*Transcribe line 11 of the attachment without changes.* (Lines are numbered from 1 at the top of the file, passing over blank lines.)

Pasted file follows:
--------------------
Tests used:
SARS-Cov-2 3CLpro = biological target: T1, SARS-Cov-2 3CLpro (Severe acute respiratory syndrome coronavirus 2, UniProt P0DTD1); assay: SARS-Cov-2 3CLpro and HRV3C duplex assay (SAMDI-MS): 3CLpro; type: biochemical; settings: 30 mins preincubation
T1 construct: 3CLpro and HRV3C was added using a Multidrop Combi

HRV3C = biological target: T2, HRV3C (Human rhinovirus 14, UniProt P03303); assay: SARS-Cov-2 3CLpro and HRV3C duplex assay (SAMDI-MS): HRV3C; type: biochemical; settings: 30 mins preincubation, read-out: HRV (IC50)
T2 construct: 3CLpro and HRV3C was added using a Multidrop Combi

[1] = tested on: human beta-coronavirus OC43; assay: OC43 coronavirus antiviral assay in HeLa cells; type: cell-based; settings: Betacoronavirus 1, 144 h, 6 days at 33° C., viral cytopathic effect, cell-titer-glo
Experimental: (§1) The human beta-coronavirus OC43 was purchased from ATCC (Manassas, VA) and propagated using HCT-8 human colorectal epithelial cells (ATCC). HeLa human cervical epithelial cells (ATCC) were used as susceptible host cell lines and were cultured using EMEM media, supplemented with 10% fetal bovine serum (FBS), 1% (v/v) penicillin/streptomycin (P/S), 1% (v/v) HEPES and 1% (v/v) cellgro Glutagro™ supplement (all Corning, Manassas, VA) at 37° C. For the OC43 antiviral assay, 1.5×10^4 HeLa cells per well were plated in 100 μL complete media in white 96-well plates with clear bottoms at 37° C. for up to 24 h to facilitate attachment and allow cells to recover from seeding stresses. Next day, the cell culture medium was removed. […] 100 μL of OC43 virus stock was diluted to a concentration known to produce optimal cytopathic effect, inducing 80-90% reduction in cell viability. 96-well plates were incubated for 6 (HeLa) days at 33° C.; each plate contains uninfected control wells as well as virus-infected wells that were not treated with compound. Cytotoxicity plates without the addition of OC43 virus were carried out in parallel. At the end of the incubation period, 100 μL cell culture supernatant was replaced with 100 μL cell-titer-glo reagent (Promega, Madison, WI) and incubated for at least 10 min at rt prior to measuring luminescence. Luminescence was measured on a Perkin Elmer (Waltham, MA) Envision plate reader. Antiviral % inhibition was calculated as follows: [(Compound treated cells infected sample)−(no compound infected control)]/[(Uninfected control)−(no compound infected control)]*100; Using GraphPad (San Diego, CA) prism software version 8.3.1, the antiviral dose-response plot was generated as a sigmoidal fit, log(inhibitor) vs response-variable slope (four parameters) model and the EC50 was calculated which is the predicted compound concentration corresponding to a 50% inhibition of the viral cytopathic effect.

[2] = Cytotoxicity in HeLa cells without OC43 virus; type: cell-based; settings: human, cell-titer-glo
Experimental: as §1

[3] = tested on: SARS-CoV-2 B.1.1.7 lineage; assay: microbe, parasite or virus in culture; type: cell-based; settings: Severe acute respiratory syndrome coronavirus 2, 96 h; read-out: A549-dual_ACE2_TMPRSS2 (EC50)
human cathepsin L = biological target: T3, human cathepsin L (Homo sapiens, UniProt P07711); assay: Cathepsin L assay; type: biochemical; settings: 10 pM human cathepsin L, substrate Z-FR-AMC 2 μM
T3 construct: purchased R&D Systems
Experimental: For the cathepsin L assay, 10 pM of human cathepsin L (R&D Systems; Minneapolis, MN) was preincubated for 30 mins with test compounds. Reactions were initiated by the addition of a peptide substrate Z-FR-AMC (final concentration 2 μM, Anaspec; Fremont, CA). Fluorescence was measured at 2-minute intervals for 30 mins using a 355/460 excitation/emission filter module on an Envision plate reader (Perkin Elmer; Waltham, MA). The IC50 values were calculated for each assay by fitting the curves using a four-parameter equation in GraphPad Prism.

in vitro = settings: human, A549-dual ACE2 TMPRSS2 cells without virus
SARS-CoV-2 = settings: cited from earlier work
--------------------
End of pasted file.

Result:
human cathepsin L = biological target: T3, human cathepsin L (Homo sapiens, UniProt P07711); assay: Cathepsin L assay; type: biochemical; settings: 10 pM human cathepsin L, substrate Z-FR-AMC 2 μM